To combat this travesty, the EFF submitted a brief in 2017 stating that allowing criminal liability under the law for terms of use violations turns a vast number of ordinary individuals into criminals. In January of this year, the Ninth Circuit decided that these innocuous acts certainly don’t violate California or Nevada’s cybercrime laws.

We’re All Equal Under the Law, Even the Government

The EFF has long been wary of Facebook’s policies regarding the use of real or authentic names. It believes that the ability to speak anonymously is one of the great advantages of free speech and that forcing people to disclose their identity through this policy defeats such purpose.

Sometime in July, the American Civil Liberties Union (ACLU) of Tennessee filed a civil rights lawsuit against the Memphis Police Department. The lawsuit uncovered evidence that the police used a fake account on Facebook to gather intelligence on activists.

Fortunately, Facebook recognized the potential threat that this practice will bring to protected speech. In a letter to the Memphis Police Department, it stated that law enforcement authorities are also subject to the policies of the company. Since the fake accounts are in violation of such policies, they have disabled the fake accounts that they identified in their investigation.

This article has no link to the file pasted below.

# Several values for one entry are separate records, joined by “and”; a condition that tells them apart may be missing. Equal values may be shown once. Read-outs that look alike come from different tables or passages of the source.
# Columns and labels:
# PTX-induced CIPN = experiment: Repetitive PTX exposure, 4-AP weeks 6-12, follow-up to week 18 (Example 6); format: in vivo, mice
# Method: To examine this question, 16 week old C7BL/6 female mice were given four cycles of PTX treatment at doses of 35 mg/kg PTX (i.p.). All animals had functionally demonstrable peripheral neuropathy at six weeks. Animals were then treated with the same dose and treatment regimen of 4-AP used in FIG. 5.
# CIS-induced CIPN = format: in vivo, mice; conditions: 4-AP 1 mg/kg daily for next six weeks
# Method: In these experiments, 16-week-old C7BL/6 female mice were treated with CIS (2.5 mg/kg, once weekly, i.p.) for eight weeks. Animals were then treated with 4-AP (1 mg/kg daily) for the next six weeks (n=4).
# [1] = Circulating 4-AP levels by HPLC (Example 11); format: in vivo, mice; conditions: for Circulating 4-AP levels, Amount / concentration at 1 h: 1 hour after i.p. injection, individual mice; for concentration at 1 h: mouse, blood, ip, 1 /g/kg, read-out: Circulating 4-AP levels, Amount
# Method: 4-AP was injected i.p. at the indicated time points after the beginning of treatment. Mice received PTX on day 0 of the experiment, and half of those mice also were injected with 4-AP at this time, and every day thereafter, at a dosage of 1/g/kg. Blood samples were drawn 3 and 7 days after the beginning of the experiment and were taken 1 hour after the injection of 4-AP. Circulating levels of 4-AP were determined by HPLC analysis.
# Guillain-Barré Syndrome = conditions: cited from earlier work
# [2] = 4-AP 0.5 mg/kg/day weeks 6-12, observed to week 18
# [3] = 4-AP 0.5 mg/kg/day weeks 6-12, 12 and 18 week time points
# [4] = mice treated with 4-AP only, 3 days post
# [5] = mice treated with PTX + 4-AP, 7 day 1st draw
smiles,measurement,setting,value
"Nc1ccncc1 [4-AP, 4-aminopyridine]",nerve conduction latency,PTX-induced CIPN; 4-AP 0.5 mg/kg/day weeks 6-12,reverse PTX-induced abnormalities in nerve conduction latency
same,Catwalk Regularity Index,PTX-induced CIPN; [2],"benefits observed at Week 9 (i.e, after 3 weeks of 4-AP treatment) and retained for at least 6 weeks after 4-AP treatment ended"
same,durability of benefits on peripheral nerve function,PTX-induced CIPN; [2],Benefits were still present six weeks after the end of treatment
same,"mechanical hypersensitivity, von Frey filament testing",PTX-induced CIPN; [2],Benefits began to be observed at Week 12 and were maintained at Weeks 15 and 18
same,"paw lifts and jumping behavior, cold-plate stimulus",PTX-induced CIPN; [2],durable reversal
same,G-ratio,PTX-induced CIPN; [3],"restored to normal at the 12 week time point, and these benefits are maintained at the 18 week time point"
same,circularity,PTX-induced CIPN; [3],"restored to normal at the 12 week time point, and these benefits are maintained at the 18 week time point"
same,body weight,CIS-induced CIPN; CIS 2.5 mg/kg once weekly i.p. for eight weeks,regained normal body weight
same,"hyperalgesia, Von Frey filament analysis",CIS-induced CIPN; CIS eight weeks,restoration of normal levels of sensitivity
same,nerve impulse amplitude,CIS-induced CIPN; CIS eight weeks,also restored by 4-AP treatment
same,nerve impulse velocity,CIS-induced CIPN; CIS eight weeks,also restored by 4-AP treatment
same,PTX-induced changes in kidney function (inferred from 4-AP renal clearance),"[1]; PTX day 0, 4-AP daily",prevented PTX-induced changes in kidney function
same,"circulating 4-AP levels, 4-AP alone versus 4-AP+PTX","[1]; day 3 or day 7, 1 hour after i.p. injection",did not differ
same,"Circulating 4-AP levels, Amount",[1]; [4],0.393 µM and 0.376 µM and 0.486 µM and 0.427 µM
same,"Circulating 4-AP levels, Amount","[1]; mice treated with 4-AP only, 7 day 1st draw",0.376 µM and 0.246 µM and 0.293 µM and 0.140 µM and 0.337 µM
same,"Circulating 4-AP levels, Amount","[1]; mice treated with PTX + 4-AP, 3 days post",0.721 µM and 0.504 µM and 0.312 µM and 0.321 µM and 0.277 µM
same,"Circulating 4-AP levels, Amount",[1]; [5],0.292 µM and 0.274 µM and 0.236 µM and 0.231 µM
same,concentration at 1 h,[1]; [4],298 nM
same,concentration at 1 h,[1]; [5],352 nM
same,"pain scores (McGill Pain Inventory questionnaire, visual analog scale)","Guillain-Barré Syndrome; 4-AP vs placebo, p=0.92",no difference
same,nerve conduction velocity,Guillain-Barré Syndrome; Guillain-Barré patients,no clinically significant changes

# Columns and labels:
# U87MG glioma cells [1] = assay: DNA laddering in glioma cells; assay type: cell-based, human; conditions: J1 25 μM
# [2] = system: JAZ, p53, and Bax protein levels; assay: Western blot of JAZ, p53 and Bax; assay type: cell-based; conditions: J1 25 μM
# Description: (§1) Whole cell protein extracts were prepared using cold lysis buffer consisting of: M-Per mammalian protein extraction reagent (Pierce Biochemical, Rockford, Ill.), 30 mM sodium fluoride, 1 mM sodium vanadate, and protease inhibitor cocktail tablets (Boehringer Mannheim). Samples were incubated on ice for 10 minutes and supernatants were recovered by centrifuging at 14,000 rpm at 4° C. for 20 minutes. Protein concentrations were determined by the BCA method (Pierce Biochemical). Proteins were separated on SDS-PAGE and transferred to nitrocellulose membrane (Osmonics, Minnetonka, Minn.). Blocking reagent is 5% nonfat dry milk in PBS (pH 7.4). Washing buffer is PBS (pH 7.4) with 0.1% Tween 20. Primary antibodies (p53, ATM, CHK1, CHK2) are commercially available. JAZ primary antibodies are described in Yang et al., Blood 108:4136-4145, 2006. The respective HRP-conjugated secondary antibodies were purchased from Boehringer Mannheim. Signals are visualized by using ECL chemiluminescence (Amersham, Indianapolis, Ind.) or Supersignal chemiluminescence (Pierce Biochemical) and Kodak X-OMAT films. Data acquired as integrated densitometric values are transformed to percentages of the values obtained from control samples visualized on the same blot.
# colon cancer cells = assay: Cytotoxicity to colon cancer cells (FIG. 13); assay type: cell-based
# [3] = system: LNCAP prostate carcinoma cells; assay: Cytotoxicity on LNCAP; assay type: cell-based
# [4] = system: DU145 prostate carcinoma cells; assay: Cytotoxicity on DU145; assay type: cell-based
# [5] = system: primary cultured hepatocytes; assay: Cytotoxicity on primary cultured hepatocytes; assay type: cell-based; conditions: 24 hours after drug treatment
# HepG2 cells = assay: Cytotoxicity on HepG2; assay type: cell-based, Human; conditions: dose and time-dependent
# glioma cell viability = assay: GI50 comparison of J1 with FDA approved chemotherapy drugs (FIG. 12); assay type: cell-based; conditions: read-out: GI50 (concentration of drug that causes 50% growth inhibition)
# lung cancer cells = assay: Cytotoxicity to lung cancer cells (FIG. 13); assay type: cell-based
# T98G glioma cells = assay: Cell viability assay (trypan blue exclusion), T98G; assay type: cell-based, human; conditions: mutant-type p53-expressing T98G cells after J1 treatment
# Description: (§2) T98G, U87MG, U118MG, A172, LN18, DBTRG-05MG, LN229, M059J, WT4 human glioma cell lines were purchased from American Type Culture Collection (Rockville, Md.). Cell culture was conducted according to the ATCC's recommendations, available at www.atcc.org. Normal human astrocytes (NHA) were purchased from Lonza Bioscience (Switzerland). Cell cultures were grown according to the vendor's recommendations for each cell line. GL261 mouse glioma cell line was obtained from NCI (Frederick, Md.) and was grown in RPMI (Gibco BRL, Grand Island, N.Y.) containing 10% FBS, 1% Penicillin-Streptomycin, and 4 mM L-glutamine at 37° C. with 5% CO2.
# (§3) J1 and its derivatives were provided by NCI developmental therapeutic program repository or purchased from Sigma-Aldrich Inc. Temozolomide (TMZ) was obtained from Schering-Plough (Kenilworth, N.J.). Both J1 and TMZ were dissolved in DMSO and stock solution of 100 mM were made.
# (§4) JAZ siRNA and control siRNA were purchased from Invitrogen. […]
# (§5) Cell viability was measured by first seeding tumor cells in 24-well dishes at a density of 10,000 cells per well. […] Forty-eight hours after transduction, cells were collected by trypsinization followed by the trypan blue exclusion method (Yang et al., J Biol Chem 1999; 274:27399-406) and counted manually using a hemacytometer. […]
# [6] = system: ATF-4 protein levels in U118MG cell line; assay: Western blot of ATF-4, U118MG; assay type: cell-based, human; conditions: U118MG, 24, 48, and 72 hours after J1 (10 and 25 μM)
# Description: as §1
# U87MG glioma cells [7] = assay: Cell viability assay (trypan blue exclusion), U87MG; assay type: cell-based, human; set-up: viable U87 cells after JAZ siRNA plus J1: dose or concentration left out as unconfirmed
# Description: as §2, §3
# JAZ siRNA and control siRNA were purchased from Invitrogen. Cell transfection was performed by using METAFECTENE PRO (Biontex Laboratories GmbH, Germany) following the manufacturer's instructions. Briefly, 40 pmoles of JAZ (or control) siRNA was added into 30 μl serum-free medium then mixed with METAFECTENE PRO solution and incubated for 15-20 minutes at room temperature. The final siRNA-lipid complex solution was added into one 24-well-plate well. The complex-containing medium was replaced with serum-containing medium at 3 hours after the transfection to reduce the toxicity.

Stopping Illegal Device Searches at the Border

In September 2017, the EFF filed a lawsuit with its co-counsel ACLU, challenging border device searches on the violation of the right to freedom of speech and unreasonable searches and seizures.

Not surprisingly, the federal court ruled that government searches of cell phones, laptops, and other electronic devices without a warrant when someone crosses the border may violate the First and Fourth Amendments.

“A cell phone search would typically expose to the government far more than the most exhaustive search of a house,” the federal court stated in an opinion.